Sunday, December 16, 2012

What would you have to say to the superintendent?

I don't make a habit of asking the staff to do things so much as asking them for information. That's because they don't work for me and they aren't accountable to me. I don't hesitate to offer suggestions for action to the Board because they are accountable to the public and they are supposed to represent the public.

So if I had the opportunity to speak with the superintendent, I wouldn't so much have suggestions for him as questions. They are big questions and perhaps some of them will be answered in the Strategic Plan. Perhaps not. The previous Strategic Plan was a management plan more than an academic plan. Is that what it's supposed to be? The new Strategic Plan is shaping up to be more of an academic plan.


  1. When does he think he will have a program placement framework in place and why is it taking so long? What's so hard about it?
  2. How does he think the division between governance and management works when it comes to enforcing policy? Is that a governance task or a management task? Who should enforce the policies that regulate the superintendent? Is is good governance or good management (or even good sense) to expect him to self-police? How can the Board take steps to require his compliance with policy if he doesn't want to follow it?
  3. What is the difference, in his mind, between curricular alignment and standardization? How can we make room for successful unique programs developed at the class or school level and retain curricular alignment? How can we have curricular alignment and retain successful unique programs developed at the class or school level?
  4. How can we overcome the opportunity gap without devoting resources to efforts outside the traditional school role?
  5. How can we properly serve our students with disabilities? What we're doing now isn't working.
  6. What is his Vision for Advanced Learning? The whole effort is adrift.
  7. How do we balance between allowing teachers the autonomy they need to do creative, responsive, professional work and confirming that a standard for instruction has been met?
  8. What does he perceive as the mission of the people in Teaching and Learning at the JSCEE? How do they support teachers? Do they have a quality assurance role?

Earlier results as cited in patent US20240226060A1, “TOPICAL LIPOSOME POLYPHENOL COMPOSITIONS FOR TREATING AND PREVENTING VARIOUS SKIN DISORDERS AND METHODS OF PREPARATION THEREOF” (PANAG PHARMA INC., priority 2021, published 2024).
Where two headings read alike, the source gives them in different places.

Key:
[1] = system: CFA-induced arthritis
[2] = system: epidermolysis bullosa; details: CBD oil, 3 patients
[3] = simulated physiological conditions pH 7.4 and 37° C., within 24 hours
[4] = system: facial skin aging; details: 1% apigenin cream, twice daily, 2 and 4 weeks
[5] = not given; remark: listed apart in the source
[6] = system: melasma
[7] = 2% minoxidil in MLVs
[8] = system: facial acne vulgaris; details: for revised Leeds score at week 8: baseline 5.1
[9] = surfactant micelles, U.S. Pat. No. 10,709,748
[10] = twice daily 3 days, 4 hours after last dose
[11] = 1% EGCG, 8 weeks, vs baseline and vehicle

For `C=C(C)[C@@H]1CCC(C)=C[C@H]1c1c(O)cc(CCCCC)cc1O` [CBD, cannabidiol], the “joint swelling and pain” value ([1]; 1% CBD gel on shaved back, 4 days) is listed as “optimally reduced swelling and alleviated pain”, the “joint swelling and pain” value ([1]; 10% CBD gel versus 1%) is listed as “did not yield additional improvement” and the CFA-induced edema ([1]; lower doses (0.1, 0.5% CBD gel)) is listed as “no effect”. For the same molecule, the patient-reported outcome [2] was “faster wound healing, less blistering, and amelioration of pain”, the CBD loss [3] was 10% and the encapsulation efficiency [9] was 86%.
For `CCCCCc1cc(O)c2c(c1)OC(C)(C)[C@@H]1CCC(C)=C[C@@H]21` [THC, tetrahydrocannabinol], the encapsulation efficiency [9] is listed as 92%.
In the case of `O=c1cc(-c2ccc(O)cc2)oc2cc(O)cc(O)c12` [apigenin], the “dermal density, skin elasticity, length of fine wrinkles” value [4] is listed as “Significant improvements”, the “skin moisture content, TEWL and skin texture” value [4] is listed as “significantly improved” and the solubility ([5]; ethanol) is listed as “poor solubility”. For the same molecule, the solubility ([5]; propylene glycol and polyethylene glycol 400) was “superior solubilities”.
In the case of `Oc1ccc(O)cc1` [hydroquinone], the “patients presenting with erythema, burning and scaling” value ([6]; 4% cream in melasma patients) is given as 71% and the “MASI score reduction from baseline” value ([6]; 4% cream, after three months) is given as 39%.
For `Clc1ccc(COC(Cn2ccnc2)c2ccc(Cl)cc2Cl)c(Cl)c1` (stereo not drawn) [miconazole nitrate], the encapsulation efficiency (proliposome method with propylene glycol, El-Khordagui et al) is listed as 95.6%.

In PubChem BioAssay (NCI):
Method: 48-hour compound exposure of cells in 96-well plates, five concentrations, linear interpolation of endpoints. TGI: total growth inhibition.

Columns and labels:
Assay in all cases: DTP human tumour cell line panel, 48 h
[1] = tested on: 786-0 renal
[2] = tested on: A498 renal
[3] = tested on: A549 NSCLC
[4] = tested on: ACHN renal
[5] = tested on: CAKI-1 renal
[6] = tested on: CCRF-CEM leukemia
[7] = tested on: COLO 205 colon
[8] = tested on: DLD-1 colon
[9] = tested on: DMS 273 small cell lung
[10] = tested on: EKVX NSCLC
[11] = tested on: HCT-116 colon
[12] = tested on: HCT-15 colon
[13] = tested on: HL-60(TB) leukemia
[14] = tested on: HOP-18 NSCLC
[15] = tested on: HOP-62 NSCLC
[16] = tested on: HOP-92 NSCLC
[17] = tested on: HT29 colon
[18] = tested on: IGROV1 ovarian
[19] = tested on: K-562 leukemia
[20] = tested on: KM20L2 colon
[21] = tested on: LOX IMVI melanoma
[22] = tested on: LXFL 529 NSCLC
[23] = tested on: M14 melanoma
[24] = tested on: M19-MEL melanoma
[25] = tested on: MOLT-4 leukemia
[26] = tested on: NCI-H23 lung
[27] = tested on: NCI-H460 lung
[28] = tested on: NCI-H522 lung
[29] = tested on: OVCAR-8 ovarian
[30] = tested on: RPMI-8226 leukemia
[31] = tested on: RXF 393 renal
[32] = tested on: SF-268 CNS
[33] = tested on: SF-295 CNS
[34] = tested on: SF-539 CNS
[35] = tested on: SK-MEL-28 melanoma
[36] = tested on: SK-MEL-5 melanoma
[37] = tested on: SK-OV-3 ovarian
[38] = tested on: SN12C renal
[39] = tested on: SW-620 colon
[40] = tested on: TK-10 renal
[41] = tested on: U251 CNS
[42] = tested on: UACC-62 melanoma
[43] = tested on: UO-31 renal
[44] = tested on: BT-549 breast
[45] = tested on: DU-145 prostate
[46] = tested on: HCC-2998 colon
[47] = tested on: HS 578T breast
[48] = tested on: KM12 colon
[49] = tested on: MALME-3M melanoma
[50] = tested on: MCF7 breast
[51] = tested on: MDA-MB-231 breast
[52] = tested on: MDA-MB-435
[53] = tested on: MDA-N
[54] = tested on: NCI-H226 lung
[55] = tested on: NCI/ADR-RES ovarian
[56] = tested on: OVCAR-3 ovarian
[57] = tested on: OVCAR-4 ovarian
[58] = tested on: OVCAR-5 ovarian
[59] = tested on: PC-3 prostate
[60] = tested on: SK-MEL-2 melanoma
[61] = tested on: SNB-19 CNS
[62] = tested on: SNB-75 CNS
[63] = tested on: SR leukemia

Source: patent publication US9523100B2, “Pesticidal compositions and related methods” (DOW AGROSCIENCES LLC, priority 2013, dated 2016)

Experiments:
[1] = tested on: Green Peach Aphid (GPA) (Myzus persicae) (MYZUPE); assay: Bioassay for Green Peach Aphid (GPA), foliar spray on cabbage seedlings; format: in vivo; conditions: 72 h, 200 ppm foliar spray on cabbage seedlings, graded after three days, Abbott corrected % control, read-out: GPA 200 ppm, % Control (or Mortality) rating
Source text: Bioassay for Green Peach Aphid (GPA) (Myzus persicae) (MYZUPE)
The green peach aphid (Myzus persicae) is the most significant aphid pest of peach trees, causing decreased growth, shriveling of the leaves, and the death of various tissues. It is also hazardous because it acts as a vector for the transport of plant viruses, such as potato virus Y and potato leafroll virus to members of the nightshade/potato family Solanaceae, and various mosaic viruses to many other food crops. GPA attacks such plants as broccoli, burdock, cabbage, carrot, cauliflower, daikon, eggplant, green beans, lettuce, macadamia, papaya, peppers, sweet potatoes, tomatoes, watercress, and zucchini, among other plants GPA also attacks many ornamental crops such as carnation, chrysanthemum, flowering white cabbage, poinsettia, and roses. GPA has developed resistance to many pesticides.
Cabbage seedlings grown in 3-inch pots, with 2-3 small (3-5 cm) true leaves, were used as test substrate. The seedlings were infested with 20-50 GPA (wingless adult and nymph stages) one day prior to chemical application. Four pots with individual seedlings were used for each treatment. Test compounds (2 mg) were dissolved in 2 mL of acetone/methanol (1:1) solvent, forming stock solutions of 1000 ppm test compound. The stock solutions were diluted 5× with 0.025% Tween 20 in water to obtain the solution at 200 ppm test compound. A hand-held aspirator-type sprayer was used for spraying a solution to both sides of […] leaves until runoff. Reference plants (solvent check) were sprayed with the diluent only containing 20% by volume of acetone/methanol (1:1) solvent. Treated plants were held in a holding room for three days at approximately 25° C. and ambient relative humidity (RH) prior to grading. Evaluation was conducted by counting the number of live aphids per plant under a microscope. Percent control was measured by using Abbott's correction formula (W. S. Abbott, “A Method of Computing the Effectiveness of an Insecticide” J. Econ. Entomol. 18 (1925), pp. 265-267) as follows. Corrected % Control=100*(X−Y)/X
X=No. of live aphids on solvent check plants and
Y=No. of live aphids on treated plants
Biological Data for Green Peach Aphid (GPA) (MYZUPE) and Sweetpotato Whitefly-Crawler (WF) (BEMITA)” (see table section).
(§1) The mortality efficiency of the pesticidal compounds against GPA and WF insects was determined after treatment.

9. What does he perceive as the job a school principal? What are the critical tasks for a successful principal?
  10. How important is it to him that the District keep its promises to students and communities? Seattle Public Schools has never kept a single one. The District's trust issues are rooted in the fact that the District simply is not trustworthy. What steps will he take - if any - to keep past promises?

6 comments:

SPSLeaks said...

I would ask him whether he really believes the Alliance's hard sell represents what is truly best for our students.


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Anonymous said...

I would ask him how he can use the principal and teacher contracts to make schools accountable for genuinely serving students with disabilities. Seattle is one of the most exclusionary districts in the country for special education. I would ask Mr. Banda if he plans to use program placement decision making to challenge and change this difficult and regressive situation.

reader

Charlie Mas said...

I agree with reader that the superintendent needs to be the one to stand up for students with IEPs.

The superintendent is the one responsible for program placement decisions, for the confusing chain of command, and for allowing principals to refuse to serve students appropriately.

David said...

I'd like to see more focus on the finances of the district.

In particular, I'd ask him what he is doing to make sure spending is efficient (especially in central administration and this fiasco with closing and then reopening schools) and revenues are increasing (such as making sure levies are well designed and get approved, actively advocating for funding at the state level, seeking out major new grants).

Charlie Mas said...

The more I think about it, the more I focus on the trust issue.

This is what initially got me involved in school activism and this, more than anything else, is what keeps me involved in school activism: the District isn't trustworthy.

What difference does it make what Mr. Banda says about anything if we can't trust him? If we can't trust him then nothing he says about money, special education, or curricular alignment matters since we won't believe it anyway.

I'd like to see him take some positive steps to earn trust. He has hundreds of opportunities. He can choose from dozens of unkept promises and fulfill a few. That would be meaningful in a way that nothing he says ever could be.

Anonymous said...

I would ask him when they plan to improve the math curriculum. I have been asking this question for many years and both of my kids are out of college.

S parent